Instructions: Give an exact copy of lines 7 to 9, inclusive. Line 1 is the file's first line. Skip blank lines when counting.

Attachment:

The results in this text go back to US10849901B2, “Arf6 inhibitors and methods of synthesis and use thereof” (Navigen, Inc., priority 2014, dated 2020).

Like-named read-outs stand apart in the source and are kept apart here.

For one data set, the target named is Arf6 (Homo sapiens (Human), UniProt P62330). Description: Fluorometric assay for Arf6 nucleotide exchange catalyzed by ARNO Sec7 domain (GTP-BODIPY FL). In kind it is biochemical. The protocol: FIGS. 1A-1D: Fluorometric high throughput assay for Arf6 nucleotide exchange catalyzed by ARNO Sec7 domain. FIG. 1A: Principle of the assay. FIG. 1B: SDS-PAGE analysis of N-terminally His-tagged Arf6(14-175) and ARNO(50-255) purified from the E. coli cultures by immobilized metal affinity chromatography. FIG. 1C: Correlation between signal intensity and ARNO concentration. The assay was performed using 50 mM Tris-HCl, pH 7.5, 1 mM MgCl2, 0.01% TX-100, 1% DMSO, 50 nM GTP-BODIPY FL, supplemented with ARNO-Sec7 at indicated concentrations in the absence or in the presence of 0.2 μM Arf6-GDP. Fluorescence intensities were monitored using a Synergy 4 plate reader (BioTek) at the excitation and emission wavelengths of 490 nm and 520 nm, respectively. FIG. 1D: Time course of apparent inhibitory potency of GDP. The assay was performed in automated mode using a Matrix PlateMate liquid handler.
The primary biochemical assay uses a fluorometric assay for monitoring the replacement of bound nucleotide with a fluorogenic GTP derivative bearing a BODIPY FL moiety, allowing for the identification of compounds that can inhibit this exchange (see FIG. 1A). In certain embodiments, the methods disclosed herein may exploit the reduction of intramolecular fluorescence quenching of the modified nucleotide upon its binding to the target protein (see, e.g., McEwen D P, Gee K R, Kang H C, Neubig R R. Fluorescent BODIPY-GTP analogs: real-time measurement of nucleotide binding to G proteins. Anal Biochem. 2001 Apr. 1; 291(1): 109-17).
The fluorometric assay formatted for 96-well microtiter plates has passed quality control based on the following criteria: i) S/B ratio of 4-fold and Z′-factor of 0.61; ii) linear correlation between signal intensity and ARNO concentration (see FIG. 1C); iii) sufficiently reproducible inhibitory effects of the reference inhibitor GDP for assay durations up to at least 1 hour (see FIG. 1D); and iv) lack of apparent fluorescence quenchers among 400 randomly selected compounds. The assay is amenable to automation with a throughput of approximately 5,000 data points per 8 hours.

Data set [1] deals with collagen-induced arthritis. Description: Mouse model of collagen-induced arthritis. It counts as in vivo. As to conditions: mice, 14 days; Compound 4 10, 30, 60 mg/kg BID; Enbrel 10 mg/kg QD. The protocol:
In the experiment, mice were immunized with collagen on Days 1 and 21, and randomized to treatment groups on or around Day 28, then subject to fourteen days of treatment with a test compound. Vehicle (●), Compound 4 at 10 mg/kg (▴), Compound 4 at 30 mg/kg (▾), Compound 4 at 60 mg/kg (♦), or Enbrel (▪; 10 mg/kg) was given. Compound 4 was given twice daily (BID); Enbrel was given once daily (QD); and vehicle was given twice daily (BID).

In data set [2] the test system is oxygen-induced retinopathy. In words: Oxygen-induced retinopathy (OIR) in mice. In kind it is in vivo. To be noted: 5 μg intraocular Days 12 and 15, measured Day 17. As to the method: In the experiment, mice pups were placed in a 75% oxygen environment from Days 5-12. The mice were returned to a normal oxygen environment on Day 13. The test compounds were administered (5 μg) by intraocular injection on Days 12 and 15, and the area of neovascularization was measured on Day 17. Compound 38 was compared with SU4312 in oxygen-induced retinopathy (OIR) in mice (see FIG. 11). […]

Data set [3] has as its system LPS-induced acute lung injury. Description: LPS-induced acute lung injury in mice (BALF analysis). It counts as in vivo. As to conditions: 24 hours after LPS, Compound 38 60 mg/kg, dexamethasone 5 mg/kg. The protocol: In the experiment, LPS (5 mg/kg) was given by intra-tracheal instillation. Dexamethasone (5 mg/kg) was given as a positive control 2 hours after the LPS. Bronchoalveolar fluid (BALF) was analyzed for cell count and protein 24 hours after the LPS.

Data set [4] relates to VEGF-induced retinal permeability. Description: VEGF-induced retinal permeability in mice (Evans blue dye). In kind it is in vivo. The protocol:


In the experiment, mice were immunized with collagen on Days 1 and 21, and randomized to treatment groups on or around Day 28, then subject to fourteen days of treatment with a test compound. Vehicle (●), Compound 4 at 10 mg/kg (▴), Compound 4 at 30 mg/kg (▾), Compound 4 at 60 mg/kg (♦), or Enbrel (▪; 10 mg/kg) was given. Compound 4 was given twice daily (BID); Enbrel was given once daily (QD); and vehicle was given twice daily (BID).

In data set [2] the test system is oxygen-induced retinopathy. In words: Oxygen-induced retinopathy (OIR) in mice. In kind it is in vivo. To be noted: 5 μg intraocular Days 12 and 15, measured Day 17. As to the method: In the experiment, mice pups were placed in a 75% oxygen environment from Days 5-12. The mice were returned to a normal oxygen environment on Day 13. The test compounds were administered (5 μg) by intraocular injection on Days 12 and 15, and the area of neovascularization was measured on Day 17. Compound 38 was compared with SU4312 in oxygen-induced retinopathy (OIR) in mice (see FIG. 11). […]

Data set [3] has as its system LPS-induced acute lung injury. Description: LPS-induced acute lung injury in mice (BALF analysis). It counts as in vivo. As to conditions: 24 hours after LPS, Compound 38 60 mg/kg, dexamethasone 5 mg/kg. The protocol: In the experiment, LPS (5 mg/kg) was given by intra-tracheal instillation. Dexamethasone (5 mg/kg) was given as a positive control 2 hours after the LPS. Bronchoalveolar fluid (BALF) was analyzed for cell count and protein 24 hours after the LPS.